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A corneal abrasion is a worn or scraped-off area of the outer, clear layer of the eye (cornea).
The cornea is the clear, dome-shaped outer area of the eye. It lies in front of the colored part of the eye (iris) and the black hole in the iris (pupil). The outermost layer of the eyeball consists of the cornea and the white part of the eye (sclera). A corneal abrasion is basically a superficial cut or scrape on the cornea. A corneal abrasion is not as serious as a corneal ulcer, which is generally deeper and more severe than an abrasion.
Causes and symptoms
A corneal abrasion is usually the result of direct injury to the eye, often from a fingernail scratch, makeup brushes, contact lenses, foreign body, or even twigs. Patients often complain of feeling a foreign body in their eye, and they may have pain, sensitivity to light, or tearing.
Ophthalmologists and optometrists, who treat eye disorders, are well qualified to diagnose corneal abrasions. The doctor will check the patient's vision (visual acuity) in both eyes with an eye chart. A patient history will also be taken, which may help to determine the cause of the abrasion. A slit lamp, which is basically a microscope and light source, will allow the doctor to see the abrasion. Fluorescein, a yellow dye, may be placed into the eye to determine the extent of the abrasion. The fluorescein will temporarily stain the affected area.
The cornea has a remarkable ability to heal itself, so treatment is designed to minimize complications. If the abrasion is very small, the doctor might just suggest an eye lubricant and a follow-up visit the next day. A very small abrasion should heal in one to two days; others usually in one week. However, to avoid a possible infection, an antibiotic eye drop may be prescribed. Sometimes additional eye drops may make the eye feel more comfortable. Depending upon the extent of the abrasion, some doctors may patch the affected eye. It is very important to go for the follow-up checkup to make sure an infection does not occur. Use of contact lenses should not be resumed without the doctor's approval.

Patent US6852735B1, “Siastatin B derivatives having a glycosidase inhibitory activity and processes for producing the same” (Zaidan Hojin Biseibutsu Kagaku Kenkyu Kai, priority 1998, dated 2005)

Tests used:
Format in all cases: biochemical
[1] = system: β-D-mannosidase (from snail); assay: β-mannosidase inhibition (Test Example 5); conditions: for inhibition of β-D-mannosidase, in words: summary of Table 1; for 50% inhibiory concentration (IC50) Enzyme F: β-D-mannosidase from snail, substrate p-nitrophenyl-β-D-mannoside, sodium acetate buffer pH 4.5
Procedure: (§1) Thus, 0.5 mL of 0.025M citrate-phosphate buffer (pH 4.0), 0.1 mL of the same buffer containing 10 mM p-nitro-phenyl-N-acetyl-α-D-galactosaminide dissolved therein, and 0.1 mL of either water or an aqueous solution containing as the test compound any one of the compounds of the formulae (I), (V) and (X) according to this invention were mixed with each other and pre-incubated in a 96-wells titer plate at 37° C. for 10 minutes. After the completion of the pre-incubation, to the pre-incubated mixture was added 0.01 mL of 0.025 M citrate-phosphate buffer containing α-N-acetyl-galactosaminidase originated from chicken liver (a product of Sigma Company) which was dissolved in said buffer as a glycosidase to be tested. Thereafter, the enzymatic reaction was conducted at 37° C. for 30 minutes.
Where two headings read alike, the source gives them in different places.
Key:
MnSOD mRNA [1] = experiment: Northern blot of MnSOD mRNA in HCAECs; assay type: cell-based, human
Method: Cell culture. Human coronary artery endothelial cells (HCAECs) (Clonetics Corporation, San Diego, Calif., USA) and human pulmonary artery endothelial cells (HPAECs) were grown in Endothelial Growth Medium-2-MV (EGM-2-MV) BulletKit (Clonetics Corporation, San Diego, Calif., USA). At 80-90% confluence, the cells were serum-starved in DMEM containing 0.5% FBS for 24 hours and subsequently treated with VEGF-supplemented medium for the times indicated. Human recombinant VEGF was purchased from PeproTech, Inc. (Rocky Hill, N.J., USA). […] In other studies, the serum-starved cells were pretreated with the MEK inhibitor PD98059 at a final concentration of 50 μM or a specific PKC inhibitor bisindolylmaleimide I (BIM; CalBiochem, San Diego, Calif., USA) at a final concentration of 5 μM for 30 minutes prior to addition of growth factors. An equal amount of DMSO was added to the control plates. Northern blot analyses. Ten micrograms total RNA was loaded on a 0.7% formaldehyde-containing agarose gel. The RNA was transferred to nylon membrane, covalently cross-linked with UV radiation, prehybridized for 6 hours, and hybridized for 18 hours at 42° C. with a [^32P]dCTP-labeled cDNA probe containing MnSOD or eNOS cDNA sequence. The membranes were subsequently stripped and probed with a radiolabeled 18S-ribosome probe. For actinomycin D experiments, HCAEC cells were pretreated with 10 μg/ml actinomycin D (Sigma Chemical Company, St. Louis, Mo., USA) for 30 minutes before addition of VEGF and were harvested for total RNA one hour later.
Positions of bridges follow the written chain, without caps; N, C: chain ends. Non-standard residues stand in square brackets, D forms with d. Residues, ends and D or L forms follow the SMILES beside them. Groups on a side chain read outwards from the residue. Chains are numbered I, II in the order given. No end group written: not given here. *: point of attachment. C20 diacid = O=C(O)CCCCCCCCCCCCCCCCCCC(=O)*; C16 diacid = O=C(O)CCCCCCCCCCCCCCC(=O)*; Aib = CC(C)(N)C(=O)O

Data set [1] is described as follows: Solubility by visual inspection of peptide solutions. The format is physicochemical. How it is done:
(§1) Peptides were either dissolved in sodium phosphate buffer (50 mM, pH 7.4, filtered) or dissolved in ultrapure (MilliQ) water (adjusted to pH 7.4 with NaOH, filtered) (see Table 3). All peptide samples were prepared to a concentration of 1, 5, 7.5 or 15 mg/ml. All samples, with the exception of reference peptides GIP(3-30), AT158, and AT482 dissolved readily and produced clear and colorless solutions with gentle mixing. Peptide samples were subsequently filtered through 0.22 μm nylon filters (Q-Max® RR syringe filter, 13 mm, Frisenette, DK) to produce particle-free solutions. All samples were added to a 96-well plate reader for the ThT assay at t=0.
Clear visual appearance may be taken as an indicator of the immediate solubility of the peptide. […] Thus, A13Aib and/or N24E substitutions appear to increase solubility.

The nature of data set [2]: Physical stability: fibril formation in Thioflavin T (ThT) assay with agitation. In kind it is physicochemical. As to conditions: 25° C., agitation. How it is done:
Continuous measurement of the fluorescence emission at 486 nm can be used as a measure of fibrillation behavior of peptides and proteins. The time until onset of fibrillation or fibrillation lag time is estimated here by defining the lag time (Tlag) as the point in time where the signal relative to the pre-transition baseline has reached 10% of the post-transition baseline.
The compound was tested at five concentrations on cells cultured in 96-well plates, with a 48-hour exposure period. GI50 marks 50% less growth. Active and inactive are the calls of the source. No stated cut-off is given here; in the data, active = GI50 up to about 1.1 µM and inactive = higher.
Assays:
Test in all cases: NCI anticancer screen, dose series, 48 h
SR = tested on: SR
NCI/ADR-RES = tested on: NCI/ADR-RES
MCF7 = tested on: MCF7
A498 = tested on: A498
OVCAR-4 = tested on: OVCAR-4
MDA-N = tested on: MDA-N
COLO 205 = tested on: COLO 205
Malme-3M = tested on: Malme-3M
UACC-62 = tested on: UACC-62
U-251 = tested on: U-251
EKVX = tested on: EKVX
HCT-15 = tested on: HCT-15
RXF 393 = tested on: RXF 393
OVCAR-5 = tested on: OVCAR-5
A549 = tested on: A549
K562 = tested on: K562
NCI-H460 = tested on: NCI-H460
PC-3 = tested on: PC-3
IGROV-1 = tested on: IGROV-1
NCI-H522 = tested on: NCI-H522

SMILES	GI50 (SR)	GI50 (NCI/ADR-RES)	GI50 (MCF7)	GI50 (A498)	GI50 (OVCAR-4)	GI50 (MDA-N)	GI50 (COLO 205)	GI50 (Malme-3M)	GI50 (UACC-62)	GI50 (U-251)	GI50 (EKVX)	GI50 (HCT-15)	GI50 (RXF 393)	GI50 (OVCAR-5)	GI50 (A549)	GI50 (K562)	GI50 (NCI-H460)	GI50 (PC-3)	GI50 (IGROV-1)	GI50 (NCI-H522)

In typical cases, the prognosis is good. The cornea will heal itself, usually within several days. A very deep abrasion may lead to scarring. If the abrasion does not heal properly, a recurrent corneal erosion (RCE) may result months or even years later. The symptoms are the same as for an abrasion (e.g., tearing, foreign body sensation, and blurred vision), but it will keep occurring. Similar or additional treatment for the RCE may be necessary.
Everyone should wear eye protection whenever this is recommended. This should be standard practice when using power tools and playing certain sports. Goggles should even be worn when mowing the lawn, because a twig can be thrown upward toward the face. Contact lens wearers should be careful to follow their doctors' instructions on caring for and wearing their lenses. Ill-fitting or dirty lenses could lead to an abrasion, so patients should go for their prescribed checkups.
American Academy of Family Physicians. 8880 Ward Parkway, Kansas City, MO 64114. (816) 333-9700. http://www.aafp.org.
Abrasion — An area of the body whose surface has been worn away by some abnormal process.
Cornea — The transparent structure on the front part of the eye.
Recurrent corneal erosion (RCE) — Repeated erosion of the cornea. May be a result of inadequate healing of a previous abrasion.
Slit lamp — An instrument used to examine the front of the eye.
corneal abrasionOphthalmology The mechanical scraping of the cornea due to sand, metal dust, hard contact lenses or other foreign bodies
corneal abrasionLocal loss of the outer layer (epithelium) of the cornea, so that the sensory nerves are exposed to stimulation by movement of the lids. This may be exquisitely painful. The epithelium usually regrows in a day or two.
An area of the cornea that has been removed by rubbing. The condition ranges from punctate staining with fluorescein to a total removal of the epithelium. Corneal abrasions may result from overwear of contact lenses, foreign bodies, fingernail scratches, etc. There is pain, photophobia, tearing and blepharospasm. The condition usually heals quickly if not severe and if infection has not occurred. Treatment consists of removal of the foreign bodies, if any, usually by irrigation, tight patching of the eye, and antibiotic ointment; if due to contact lenses, discontinue wear until full recovery. Local anaesthetics should not be used in the treatment as they tend to delay the regeneration of the corneal epithelium. See mitosis; overwear syndrome; rose bengal.